Ben Maier competes better when he’s angry. When another driver bumped the 11-year-old go-kart racer from the lead to dead last, Maier knew what he had to do: win.
And so Maier did, claiming a Rotax Grand National go-kart title as the Mini Max champion on Saturday at Charlotte Motor Speedway in Concord, North Carolina. With the win, Maier earned a ticket to represent Team USA at the Rotax MAX Challenge Grand Finals in Portugal in January, his second time on that world stage.
This time, he will be seeking redemption.
“I think he’s pretty hell-bent on doing his best to win this year,” Maier’s father, Jim Maier, said.
A chance at a win in his world debut in Italy disintegrated just seconds from the finish line last year. Still in the lead with just three corners to go, Maier dropped a tire on the track. The pack of karts behind him swarmed in all around.
“It was pretty disappointing,” Jim Maier said. “He had a dominant weekend, but it just fell apart.”
This weekend’s feat nearly collapsed the same way. Despite his similarly “dominant weekend,” Maier found himself in another tight spot in the final race. From the crowd, Jim Maier wasn’t sure his son was going to recover from his setback.
“I was [angry]," Ben Maier said. "I just passed everyone back real quick and got into first.”
The Chester resident couldn’t shake his in-race rival, who had bumped him to begin with — and would again. As Maier’s kart skittered on the last corner, Maier pulled himself together, passed his opponent and skated over the finish first.
“It was pretty unbelievable,” Jim Maier said.
Right now, both father and son know Maier is at the top of his game. Just two years after becoming the youngest-ever winner of the Superkarts USA SuperNats, Maier is now the points leader in the “mini swift” category of the World Karting Association for 2020.
At Maier’s level of competition, he brushes shoulders with the sons of NASCAR drivers, such as Kyle Busch’s and Kevin Harvick’s. He’s surrounded by drivers with resources to spare, as could be expected in a sport that costs anywhere from $40,000 to $400,000 per year, Jim Maier said. Travel is the more expensive part of it, but expenses such as weekly engines and tires add up quickly.
And there are drivers with all these things in multiples, as well as personal mechanics and coaches, things that the Maiers don’t have.
The Maiers are fortunate that brands help them out with costs here and there. Despite the class differences, Ben Maier doesn’t consider himself lesser in any sense.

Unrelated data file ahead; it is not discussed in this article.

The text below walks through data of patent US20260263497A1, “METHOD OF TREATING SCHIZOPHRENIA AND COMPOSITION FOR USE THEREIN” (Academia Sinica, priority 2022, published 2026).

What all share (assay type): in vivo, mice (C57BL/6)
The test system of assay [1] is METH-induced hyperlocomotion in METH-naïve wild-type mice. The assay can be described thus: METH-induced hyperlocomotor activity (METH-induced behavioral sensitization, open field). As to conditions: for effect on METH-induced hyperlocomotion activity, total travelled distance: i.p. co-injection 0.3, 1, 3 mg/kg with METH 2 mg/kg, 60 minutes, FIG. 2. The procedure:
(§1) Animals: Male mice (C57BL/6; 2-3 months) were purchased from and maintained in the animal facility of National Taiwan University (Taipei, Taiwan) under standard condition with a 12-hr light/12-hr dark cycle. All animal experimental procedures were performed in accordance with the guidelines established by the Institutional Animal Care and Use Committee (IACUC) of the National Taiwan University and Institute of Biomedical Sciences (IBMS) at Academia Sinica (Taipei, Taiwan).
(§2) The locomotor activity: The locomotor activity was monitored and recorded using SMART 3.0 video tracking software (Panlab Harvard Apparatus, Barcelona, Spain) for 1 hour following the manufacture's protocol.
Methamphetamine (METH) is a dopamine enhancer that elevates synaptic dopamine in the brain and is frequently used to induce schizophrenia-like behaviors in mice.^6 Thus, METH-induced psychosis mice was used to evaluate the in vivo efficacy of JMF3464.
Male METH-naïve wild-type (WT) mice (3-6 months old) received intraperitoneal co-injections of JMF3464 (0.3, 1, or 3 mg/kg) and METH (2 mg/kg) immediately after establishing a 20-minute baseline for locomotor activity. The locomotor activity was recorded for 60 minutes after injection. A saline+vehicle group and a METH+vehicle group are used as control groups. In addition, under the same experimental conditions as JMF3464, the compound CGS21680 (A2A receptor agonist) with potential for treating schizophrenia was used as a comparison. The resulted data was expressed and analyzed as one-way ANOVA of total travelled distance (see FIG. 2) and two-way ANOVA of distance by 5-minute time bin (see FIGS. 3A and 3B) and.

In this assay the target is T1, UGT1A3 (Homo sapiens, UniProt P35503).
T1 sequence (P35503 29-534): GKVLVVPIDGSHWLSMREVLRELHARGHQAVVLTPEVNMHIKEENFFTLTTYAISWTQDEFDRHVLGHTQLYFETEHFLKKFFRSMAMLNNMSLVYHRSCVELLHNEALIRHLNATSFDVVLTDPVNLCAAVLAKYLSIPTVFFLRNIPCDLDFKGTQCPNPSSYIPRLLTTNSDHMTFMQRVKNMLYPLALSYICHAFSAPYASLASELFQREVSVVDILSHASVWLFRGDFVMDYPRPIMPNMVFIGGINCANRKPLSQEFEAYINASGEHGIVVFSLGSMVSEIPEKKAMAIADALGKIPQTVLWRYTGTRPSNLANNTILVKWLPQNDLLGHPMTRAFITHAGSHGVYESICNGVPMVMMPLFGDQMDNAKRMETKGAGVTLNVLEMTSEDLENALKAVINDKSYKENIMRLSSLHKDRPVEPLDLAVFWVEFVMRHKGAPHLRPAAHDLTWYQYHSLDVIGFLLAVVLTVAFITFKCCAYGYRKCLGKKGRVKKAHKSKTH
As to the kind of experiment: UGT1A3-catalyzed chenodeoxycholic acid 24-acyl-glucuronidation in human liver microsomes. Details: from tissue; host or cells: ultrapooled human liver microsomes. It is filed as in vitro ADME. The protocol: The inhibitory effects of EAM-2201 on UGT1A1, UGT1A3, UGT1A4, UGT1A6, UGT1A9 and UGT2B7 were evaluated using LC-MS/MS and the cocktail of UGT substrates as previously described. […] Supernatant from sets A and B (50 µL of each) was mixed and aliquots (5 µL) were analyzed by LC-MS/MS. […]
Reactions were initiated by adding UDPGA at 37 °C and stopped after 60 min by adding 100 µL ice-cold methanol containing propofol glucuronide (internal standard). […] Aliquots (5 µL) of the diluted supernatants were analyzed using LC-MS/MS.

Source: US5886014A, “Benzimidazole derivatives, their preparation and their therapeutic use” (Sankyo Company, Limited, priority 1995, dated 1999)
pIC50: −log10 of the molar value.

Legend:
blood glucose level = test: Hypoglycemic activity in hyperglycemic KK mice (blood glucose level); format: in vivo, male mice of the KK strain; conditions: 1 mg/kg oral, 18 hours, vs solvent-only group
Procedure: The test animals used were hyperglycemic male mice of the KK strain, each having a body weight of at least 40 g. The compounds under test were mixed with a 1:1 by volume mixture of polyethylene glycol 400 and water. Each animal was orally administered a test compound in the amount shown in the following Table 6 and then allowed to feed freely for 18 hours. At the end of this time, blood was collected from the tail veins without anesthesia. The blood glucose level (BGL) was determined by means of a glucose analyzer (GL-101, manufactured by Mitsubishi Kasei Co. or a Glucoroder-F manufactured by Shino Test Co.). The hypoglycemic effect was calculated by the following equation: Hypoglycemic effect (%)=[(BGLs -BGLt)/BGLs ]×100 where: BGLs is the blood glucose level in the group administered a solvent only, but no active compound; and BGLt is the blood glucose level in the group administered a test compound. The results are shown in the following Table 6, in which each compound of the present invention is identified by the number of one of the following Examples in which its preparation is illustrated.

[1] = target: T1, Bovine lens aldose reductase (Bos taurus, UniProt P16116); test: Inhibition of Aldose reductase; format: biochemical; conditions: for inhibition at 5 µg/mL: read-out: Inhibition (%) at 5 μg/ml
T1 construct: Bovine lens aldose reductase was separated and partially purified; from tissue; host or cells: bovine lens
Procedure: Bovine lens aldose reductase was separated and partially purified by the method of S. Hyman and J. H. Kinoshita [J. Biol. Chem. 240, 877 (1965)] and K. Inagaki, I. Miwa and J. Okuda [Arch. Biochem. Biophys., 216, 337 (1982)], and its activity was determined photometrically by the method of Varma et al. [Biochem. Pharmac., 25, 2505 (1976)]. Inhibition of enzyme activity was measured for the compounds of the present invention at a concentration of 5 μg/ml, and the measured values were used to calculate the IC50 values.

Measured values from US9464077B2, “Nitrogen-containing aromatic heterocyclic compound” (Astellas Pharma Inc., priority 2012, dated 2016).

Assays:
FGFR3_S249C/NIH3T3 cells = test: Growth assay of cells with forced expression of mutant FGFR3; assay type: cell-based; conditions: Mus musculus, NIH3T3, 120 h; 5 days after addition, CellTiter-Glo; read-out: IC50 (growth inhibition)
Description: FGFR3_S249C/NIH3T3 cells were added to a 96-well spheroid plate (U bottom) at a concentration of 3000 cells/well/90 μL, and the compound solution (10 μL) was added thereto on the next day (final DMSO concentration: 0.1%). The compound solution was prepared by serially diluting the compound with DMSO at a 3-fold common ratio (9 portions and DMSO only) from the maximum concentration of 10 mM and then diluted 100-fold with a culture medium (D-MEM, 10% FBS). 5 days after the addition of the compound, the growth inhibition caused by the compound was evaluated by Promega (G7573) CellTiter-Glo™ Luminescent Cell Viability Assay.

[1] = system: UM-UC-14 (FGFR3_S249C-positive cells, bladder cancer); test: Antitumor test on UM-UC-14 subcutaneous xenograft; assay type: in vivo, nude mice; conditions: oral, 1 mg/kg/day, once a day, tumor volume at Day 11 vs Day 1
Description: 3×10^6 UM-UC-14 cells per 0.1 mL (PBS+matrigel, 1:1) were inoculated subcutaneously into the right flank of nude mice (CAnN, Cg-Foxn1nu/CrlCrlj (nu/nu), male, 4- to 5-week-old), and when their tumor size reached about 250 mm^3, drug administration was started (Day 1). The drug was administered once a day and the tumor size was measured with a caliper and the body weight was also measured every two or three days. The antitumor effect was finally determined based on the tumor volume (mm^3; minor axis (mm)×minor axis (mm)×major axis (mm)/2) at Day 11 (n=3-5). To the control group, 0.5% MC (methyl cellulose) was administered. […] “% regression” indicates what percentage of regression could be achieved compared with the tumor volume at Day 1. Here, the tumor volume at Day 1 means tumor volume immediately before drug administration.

“I’m not an underdog,” he said. “I’m one of the fastest go-kart drivers.”
Racing mostly bypassed the constrictions of the coronavirus pandemic. Though its first step back came through NASCAR drivers virtually racing one another in a televised broadcast, actual competitions began shortly after. Go-kart returned by mid-May.
Ever since, the Maiers have operated in a blur. The family has spent just one weekend at home, traversing through Florida, Indiana and Wisconsin for weekly races. There have been plenty of repeat tracks as not every state’s pandemic restrictions allow go-kart competitions to run yet. In his off-time, he races his 150 HP Micro Sprint in Pennsylvania against adults with much more experience.
Time consumed by racing is normal for Maier. One of the world’s top go-karters began his journey about eight years go in the seat of a Power Wheels, or motorized toy car. When his father noticed the control his son exhibited over turns, he went seeking something a bit faster for Maier, and found go-karting.
That quickly evolved into discovering nearby tracks, which then blossomed into full-on racing. By now, Maier said he has seven national titles. He is, of course, still hunting a world crown.
“It feels pretty good," Maier said of his current career trajectory. "I have a lot of opportunities. Of course, you always have to work for the opportunities. You can’t just sit there.”
Maier completes all of his virtual school assignments from the car or RV. Though elementary school teachers had always been understanding and allowed Maier to do schoolwork from his races, his father had worried that, now that Maier’s in middle school now, his absences from the classroom would begin to matter. Online learning provided the solution to that, at least for the time being.
Maier’s secondary sport, soccer, has also been put on pause because of the pandemic.
“This is his thing. Anything else has always been a sideshow," Jim Maier said. "This has enabled us to have more time to race.”
Though Maier will be racing up to January, he worries he won’t be able to compete in the Grand Finals because of international travel restrictions caused by the coronavirus pandemic.